MINISTER for Agriculture and Water Resources David Littleproud has refuted a claim by Australian Wool Innovation chair Colette Garnsey that he co-operated with the levy-funded body to reach a consensus with grower groups on key recommendations by an Ernst-Young review of AWI’s performance and governance.
AWI yesterday said its board and wool grower groups had reached consensus on the company’s response to five recommendations of the 2018 EY review of performance and governance, but the levy and taxpeyer funded body has refused to release details of the agreement.
The AWI media release quoting Ms Garnsey included only vague details on the consensus agreement outcome which was first personally shown to Minister Littleproud more than two weeks ago, although parts of it were outlined by AWI director Don Macdonald at an industry field day last month.
The agreement negotiated mainly with AWI by peak grower body WoolProducers Australia effectively denies Australia’s wool growers a promised vote on the key governance recommendations at a now abandoned extraordinary general meeting scheduled for March 15 this year.
Ms Garnsey said yesterday said that as a result of this consensus agreement, AWI will no longer be required to hold the extraordinary general meeting that had been scheduled for early 2019.
“The remaining proposed changes to the AWI constitution, in response to the review of performance, will be put to shareholders at the 2019 and 2020 annual general meetings.
“This was deemed to be in the best interests of Australian wool growers,” she said.
Ms Garnsey said an extensive consultation process – run through AWI’s Industry Consultative Committee – had allowed wool growers to identify, agree and ultimately support alternative methods to address the intent of five review of performance and governance recommendations, “while protecting the democratic nature of the director election model and shareholder rights”.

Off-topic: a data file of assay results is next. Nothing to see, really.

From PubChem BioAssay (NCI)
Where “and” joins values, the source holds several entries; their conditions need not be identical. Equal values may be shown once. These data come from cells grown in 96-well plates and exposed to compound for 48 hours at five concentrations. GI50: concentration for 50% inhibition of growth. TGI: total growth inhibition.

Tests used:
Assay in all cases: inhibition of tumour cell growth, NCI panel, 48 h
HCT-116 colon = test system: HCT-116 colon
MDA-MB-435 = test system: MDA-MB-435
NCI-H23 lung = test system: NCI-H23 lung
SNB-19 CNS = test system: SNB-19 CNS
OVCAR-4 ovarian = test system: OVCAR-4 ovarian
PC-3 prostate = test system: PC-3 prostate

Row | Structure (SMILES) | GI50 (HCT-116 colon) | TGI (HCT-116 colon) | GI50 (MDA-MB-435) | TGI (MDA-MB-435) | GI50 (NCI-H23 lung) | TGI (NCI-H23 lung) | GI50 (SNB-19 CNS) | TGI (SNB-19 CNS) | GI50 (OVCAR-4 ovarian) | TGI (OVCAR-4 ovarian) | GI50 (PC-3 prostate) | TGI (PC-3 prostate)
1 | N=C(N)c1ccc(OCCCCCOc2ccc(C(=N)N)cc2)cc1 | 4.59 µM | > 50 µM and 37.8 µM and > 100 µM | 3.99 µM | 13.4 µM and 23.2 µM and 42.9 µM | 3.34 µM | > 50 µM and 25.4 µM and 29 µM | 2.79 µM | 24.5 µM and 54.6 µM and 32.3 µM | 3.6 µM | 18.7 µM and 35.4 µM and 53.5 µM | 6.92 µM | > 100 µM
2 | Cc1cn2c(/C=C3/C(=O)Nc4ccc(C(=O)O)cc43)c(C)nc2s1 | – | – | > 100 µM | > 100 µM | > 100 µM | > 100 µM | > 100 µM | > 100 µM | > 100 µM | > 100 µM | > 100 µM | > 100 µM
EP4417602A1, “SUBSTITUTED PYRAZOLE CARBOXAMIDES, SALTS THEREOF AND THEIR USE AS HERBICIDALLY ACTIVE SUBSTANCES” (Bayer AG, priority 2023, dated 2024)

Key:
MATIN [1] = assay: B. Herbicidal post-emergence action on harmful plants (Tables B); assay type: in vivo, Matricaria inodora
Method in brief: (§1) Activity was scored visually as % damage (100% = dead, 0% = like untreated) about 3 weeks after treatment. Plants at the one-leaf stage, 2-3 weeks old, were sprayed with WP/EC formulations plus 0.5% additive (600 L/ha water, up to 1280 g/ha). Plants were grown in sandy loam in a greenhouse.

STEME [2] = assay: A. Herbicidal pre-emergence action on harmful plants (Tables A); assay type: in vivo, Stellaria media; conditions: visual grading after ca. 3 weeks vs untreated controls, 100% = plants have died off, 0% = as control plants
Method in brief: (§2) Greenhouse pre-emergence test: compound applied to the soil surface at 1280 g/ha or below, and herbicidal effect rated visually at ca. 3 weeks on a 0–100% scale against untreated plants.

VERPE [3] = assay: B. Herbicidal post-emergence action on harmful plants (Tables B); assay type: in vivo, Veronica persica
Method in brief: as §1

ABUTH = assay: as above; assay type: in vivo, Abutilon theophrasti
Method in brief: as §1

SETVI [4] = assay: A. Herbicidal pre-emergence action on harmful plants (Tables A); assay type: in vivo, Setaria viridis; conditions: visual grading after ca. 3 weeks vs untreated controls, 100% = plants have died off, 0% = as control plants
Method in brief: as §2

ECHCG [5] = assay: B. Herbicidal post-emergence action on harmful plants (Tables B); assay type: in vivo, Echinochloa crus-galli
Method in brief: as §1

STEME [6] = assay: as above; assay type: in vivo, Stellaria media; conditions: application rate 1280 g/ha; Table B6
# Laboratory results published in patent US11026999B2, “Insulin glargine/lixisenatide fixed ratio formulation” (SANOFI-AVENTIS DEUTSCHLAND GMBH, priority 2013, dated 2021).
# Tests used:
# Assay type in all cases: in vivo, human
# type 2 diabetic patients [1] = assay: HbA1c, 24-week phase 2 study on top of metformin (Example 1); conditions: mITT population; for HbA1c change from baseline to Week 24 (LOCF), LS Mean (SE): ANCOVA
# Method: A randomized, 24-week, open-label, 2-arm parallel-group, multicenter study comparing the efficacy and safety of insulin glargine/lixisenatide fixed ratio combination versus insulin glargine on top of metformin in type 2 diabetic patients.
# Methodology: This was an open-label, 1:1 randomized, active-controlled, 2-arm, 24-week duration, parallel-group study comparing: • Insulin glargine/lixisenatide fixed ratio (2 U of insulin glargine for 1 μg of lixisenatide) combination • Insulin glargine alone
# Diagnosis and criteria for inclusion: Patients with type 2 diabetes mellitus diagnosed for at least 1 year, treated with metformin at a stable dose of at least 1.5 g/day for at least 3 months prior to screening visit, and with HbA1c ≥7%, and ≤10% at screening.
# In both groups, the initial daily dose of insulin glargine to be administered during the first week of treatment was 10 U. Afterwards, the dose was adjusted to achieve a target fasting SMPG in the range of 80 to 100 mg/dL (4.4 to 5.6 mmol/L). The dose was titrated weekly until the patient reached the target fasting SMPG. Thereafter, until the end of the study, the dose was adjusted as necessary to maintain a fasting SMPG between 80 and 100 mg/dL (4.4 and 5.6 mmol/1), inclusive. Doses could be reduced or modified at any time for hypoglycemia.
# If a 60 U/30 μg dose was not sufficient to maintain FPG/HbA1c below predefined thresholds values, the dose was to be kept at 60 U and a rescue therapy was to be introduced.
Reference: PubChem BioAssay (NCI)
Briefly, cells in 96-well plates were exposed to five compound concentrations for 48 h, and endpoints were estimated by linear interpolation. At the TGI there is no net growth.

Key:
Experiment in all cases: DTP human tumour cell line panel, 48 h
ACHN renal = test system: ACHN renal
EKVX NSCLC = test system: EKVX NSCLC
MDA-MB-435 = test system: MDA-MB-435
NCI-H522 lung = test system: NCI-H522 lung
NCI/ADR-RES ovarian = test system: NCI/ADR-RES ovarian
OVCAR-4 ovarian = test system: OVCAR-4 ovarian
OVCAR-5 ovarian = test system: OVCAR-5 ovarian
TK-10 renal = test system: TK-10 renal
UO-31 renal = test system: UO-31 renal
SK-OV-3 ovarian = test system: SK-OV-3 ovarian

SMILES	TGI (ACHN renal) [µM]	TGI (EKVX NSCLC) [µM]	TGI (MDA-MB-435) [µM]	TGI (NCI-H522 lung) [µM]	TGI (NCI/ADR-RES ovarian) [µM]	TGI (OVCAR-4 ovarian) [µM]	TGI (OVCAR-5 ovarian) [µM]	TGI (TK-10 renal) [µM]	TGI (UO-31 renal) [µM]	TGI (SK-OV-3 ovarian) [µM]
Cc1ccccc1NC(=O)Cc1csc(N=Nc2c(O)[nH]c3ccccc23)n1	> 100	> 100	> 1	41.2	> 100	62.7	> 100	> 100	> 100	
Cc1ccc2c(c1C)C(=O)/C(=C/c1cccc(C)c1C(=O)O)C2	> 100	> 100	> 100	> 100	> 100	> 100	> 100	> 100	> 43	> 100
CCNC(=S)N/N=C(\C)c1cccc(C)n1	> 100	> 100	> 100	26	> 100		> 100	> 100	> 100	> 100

Industry consensus has been reached on key EY review governance recommendations concerning AWI’s board nomination committee structure, the use and transparency of open proxies by the AWI chair, director independence definition and reporting, and the requirement for all board nominees to have 100 shareholder signatures.
“Reaching this outcome would not have been possible without the cooperation of the Minister for Agriculture and Water Resources, the Hon. David Littleproud, his department and wool grower representative groups,” Ms Garnsey said.
However, Mr Littleproud told Sheep Central that AWI had negotiated with individual stakeholders and obtained agreement to compromise on most recommendations from the EY Review.
“To say this was done with cooperation from me is rubbish.
“In a meeting (on March 5) following this, I asked stakeholders to speak up if they were unhappy or forever hold their peace,” he said.
“No one asked me to break that peace.”
AWI had already agreed with WPA on the key review recommendations, except for director tenure, before the March 5 meeting with Mr Littleproud, who till then had no personal knowledge of the consensus agreement.
Littleproud disappointed and cautiously optimistic of cultural change
Mr Littleproud told ABC Radio’s Victorian Country Hour last week that he had challenged AWI to put a timeline on the tenure issue at the March 5 meeting.
“I’m satisfied if stakeholders are, I’m disappointed that the 82 recommendations weren’t put in place.
“This (EY) report was done, predicated on Senate hearings as well as a review that was happening anyway, but I think it shows that there has been a structural cultural deficiency within AWI for some time,” he said.
“We have to get rid of the people and the personalities that were taking the industry… and polarising – this is a successful industry and we don’t need the polarisation of it.
“But I think there has been some leadership shown, but I am going to be cautiously optimistic in terms of supporting anything until I see that cultural change in AWI,” he said.
Director tenure issue set for resolution by 2020
Ms Garnsey’s statement said a review recommendation on director tenure, for a 10-year cap, is still in consultation and will be resolved at or before AWI’s 2020 annual general meeting.
Mr Littleproud said the recommendation about board tenure remains unresolved at this point.